READERS may have had their fill of Dominic Cummings stories since his appearance before MPs on Wednesday. However, his claim which he repeated that without a lockdown last March ‘the NHS is going to be smashed in weeks’ cannot go unanswered.
These are the words that, according to Cummings, data analyst Ben Warner said to Boris Johnson when he confronted him with ‘evidence’ on Friday March 13, 2020, that a lockdown was necessary to prevent the NHS being imminently overwhelmed.
March 12 and 13, 2020, are notable for being the days when various Government advisers did the media rounds to sell to the public the idea of ‘building up some kind of herd immunity‘, as Chief Scientific Adviser Sir Patrick Vallance put it on Radio 4’s Today programme. Prior to this, the Government had been sticking to the script of their action plan and pandemic preparedness strategy that did not talk about herd immunity (even if it implied it) but about mitigation of the impact of the disease.
Whose idea it was to start talking about building up herd immunity by infection is not clear, and, despite pontificating for seven hours on Wednesday, Dominic Cummings did not enlighten us on that point. The move was, however, disastrous for Government public relations, as the concept jarred with the public. Worse, it was criticised by scientists and health care professionals, who argued that herd immunity through infection was not a sound policy aim even if it would be the inevitable result of the mitigation strategy. As Dr Adam Kucharski from the London School of Hygiene and Tropical Medicine put it on Twitter:
‘I am deeply uncomfortable with the message that U.K. is actively pursuing “herd immunity” as the main COVID-19 strategy. Our group’s scenario modelling has focused on reducing two main things: peak healthcare demand and deaths.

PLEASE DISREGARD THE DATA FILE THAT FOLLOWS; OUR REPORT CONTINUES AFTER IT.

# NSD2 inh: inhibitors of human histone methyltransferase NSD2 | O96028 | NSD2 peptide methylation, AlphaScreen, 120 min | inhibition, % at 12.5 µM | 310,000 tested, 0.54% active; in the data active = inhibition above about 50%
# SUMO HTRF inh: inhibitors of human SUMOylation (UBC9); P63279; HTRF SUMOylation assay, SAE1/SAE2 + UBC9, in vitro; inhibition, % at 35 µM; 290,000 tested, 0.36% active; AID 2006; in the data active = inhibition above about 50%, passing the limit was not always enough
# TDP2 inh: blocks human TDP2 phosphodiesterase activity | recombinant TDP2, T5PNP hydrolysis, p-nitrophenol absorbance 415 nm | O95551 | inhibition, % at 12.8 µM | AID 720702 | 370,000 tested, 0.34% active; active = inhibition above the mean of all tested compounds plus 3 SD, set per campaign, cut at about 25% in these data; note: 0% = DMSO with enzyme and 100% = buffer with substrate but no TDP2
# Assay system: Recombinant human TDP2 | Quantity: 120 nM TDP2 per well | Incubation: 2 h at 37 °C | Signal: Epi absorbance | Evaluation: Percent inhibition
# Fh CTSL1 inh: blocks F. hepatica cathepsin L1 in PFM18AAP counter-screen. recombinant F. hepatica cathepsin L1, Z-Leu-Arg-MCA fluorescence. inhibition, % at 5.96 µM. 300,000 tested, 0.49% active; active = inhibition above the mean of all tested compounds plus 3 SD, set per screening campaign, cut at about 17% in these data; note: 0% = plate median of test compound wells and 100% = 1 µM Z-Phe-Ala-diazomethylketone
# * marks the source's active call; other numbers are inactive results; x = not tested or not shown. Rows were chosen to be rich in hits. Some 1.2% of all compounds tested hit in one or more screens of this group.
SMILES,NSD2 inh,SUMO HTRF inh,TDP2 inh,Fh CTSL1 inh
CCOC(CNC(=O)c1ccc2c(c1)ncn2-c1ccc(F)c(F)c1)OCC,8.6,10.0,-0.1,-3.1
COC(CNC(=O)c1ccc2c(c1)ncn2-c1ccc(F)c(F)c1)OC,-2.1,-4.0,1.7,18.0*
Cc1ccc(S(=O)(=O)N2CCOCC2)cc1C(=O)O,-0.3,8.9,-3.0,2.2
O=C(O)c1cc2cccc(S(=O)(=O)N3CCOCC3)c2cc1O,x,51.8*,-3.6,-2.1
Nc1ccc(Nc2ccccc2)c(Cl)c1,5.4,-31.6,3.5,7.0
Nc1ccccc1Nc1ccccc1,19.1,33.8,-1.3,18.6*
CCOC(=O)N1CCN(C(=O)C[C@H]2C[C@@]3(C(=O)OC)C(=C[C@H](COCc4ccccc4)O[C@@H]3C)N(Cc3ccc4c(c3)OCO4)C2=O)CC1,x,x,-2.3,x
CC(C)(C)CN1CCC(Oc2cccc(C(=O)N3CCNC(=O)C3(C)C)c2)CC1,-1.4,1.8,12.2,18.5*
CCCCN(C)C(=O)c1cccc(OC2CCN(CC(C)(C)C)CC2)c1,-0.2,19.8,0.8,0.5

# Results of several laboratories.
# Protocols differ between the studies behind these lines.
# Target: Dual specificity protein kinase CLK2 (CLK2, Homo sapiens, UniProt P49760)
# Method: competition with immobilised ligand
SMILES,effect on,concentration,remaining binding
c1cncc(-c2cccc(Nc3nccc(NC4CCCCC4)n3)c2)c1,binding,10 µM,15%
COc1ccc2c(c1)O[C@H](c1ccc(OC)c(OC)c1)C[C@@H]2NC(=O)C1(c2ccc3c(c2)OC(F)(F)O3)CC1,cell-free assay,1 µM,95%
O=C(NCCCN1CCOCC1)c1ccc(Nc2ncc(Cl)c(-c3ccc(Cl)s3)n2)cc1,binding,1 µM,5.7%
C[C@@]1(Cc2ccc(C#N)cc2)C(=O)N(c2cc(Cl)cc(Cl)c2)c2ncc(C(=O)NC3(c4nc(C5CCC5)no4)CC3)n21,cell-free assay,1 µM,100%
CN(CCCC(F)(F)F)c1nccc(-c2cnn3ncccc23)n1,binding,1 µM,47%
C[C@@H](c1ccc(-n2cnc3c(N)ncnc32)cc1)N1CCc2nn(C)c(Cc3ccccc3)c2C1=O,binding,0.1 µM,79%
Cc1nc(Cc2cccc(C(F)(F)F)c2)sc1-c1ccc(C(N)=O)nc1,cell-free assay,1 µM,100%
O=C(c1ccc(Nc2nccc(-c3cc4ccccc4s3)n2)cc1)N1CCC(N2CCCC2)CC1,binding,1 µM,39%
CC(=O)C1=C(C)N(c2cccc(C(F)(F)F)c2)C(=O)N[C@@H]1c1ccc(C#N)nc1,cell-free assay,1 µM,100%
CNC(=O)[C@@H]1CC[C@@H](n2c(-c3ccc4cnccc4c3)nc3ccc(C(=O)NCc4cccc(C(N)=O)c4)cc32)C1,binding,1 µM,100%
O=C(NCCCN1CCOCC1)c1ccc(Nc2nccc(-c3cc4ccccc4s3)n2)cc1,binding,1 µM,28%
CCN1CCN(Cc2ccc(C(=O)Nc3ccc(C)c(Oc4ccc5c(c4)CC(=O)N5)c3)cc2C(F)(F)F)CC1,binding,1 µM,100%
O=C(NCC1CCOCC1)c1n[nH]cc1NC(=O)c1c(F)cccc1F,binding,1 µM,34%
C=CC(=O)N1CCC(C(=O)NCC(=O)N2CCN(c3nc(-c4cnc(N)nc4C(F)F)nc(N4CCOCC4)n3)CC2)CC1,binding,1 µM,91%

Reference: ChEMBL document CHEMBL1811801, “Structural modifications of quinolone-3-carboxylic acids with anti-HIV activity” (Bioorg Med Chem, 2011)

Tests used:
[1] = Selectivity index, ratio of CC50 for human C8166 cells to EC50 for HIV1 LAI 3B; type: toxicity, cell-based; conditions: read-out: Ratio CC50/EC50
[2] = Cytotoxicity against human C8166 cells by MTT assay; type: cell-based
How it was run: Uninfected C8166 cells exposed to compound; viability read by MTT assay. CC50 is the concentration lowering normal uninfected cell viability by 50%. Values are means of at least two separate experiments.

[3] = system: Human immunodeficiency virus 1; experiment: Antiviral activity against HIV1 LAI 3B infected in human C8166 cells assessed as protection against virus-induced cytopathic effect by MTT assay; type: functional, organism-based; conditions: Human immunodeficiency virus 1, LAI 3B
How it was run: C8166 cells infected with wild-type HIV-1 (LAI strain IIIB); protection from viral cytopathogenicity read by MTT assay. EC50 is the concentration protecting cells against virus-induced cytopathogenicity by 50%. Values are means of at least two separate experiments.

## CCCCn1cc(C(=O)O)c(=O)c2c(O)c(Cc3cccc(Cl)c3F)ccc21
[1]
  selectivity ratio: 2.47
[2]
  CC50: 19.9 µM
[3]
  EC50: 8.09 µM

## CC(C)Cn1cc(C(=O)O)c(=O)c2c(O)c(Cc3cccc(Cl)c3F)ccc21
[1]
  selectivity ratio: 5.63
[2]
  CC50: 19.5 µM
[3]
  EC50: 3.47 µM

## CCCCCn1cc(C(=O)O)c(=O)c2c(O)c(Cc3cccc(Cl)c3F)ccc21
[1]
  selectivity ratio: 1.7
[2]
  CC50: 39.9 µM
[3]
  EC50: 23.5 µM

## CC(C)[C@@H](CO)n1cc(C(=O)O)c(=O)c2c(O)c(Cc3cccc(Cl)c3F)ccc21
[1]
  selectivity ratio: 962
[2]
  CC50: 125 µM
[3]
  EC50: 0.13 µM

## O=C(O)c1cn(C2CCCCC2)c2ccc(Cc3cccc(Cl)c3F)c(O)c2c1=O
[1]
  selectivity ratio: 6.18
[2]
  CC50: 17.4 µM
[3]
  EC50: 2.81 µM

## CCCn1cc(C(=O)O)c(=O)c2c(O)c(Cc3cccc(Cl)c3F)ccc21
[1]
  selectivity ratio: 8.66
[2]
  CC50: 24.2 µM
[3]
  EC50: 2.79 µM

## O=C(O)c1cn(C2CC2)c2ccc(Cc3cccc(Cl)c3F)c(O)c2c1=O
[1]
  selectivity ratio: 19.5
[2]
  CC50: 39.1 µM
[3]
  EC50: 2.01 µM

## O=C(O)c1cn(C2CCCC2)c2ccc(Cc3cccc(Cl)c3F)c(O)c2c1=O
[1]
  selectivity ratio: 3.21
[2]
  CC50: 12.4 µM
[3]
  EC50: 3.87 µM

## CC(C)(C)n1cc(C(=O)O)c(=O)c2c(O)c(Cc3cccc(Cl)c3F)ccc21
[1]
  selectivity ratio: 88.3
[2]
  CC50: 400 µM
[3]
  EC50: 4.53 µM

‘For me, herd immunity has never been the outright aim, it’s been a tragic consequence of having a virus that – based on current evidence – is unlikely to be fully controllable in long term in the U.K.
‘Sadly, even large-scale changes (like those other European countries are making, and we may very soon) may not control Covid for long. We must flatten the curve as much as possible, but there could still be many infections (and hence immunity).
‘The communication about Covid science has generally been clear in the U.K., but talk of “herd immunity as the aim” is totally wide of the mark. Having large numbers infected isn’t the aim here, even if it may be the outcome.
‘A lot of modellers around the world are working flat out to find best way to minimise impact on population and healthcare. A side effect may end up being herd immunity, but this is merely a consequence of a very tough option – albeit one that may help prevent another outbreak.
‘Clearly we cannot finely tune the path of this outbreak. The best we can do is identify actions that have highest chance of effectively and sustainably reducing impact on the population and burden on NHS.’
No wonder ministers are now trying to paper over the brief herd immunity period of Government messaging (it lasted two days) by arguing it wasn’t actually policy, just what they were saying to the public to help them understand how it would all pan out.
Perhaps the bigger mistake, though, was not just talking about herd immunity, but putting a figure on it: 60 per cent would need to be infected to bring the virus under control, they said. This allowed any half-numerate armchair data analyst to plug the numbers into a pocket calculator – if the IFR is 0.9 per cent then if 60 per cent of the UK gets infected, given a population of 67million, that means around 360,000 will die. It didn’t take people long to conclude that a public health catastrophe was about to hit.
Combine that with the reports of a hospital capacity crisis in parts of Italy and panic quickly set in.
This is not so far away from what Ben Warner did when he did his sums based on the new idea the Government was throwing around – infect 60 per cent to end the pandemic – and concluded a drastic change of course was required.